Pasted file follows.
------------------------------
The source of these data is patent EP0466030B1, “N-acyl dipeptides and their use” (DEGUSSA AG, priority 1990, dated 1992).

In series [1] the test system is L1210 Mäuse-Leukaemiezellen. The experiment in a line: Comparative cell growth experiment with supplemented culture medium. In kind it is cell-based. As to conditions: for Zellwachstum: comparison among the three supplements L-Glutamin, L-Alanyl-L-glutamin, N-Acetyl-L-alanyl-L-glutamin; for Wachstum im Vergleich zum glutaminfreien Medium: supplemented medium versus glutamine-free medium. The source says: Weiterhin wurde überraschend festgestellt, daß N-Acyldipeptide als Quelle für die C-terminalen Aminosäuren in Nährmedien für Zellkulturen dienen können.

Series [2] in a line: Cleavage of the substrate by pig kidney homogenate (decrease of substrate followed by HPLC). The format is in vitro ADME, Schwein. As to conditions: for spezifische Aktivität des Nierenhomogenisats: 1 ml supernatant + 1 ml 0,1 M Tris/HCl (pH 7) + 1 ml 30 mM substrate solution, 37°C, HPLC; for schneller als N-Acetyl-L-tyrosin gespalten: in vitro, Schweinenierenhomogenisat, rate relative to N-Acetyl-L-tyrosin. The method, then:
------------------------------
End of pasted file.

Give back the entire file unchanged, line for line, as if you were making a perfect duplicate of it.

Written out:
The source of these data is patent EP0466030B1, “N-acyl dipeptides and their use” (DEGUSSA AG, priority 1990, dated 1992).

In series [1] the test system is L1210 Mäuse-Leukaemiezellen. The experiment in a line: Comparative cell growth experiment with supplemented culture medium. In kind it is cell-based. As to conditions: for Zellwachstum: comparison among the three supplements L-Glutamin, L-Alanyl-L-glutamin, N-Acetyl-L-alanyl-L-glutamin; for Wachstum im Vergleich zum glutaminfreien Medium: supplemented medium versus glutamine-free medium. The source says: Weiterhin wurde überraschend festgestellt, daß N-Acyldipeptide als Quelle für die C-terminalen Aminosäuren in Nährmedien für Zellkulturen dienen können.

Series [2] in a line: Cleavage of the substrate by pig kidney homogenate (decrease of substrate followed by HPLC). The format is in vitro ADME, Schwein. As to conditions: for spezifische Aktivität des Nierenhomogenisats: 1 ml supernatant + 1 ml 0,1 M Tris/HCl (pH 7) + 1 ml 30 mM substrate solution, 37°C, HPLC; for schneller als N-Acetyl-L-tyrosin gespalten: in vitro, Schweinenierenhomogenisat, rate relative to N-Acetyl-L-tyrosin. The method, then: